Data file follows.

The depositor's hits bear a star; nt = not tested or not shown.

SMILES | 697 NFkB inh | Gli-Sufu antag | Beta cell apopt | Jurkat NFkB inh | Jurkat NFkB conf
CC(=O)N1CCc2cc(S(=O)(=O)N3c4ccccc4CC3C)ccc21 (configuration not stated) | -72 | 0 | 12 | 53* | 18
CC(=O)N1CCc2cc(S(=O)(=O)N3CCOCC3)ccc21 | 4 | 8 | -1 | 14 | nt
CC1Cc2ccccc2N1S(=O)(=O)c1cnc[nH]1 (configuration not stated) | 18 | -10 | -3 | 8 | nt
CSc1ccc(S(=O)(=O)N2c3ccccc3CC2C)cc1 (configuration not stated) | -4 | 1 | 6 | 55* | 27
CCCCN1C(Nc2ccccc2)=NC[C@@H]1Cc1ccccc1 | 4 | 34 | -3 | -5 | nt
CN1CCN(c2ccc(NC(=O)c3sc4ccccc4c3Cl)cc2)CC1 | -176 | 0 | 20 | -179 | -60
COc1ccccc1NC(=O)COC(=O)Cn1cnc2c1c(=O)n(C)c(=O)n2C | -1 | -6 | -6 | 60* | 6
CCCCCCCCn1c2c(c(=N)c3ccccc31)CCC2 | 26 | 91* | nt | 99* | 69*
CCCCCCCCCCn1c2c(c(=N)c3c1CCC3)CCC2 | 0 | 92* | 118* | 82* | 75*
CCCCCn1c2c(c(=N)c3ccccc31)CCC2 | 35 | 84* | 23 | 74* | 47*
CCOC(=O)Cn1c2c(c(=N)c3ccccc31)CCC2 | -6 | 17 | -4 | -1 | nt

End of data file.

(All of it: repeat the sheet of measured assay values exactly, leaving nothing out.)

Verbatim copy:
The depositor's hits bear a star; nt = not tested or not shown.

SMILES | 697 NFkB inh | Gli-Sufu antag | Beta cell apopt | Jurkat NFkB inh | Jurkat NFkB conf
CC(=O)N1CCc2cc(S(=O)(=O)N3c4ccccc4CC3C)ccc21 (configuration not stated) | -72 | 0 | 12 | 53* | 18
CC(=O)N1CCc2cc(S(=O)(=O)N3CCOCC3)ccc21 | 4 | 8 | -1 | 14 | nt
CC1Cc2ccccc2N1S(=O)(=O)c1cnc[nH]1 (configuration not stated) | 18 | -10 | -3 | 8 | nt
CSc1ccc(S(=O)(=O)N2c3ccccc3CC2C)cc1 (configuration not stated) | -4 | 1 | 6 | 55* | 27
CCCCN1C(Nc2ccccc2)=NC[C@@H]1Cc1ccccc1 | 4 | 34 | -3 | -5 | nt
CN1CCN(c2ccc(NC(=O)c3sc4ccccc4c3Cl)cc2)CC1 | -176 | 0 | 20 | -179 | -60
COc1ccccc1NC(=O)COC(=O)Cn1cnc2c1c(=O)n(C)c(=O)n2C | -1 | -6 | -6 | 60* | 6
CCCCCCCCn1c2c(c(=N)c3ccccc31)CCC2 | 26 | 91* | nt | 99* | 69*
CCCCCCCCCCn1c2c(c(=N)c3c1CCC3)CCC2 | 0 | 92* | 118* | 82* | 75*
CCCCCn1c2c(c(=N)c3ccccc31)CCC2 | 35 | 84* | 23 | 74* | 47*
CCOC(=O)Cn1c2c(c(=N)c3ccccc31)CCC2 | -6 | 17 | -4 | -1 | nt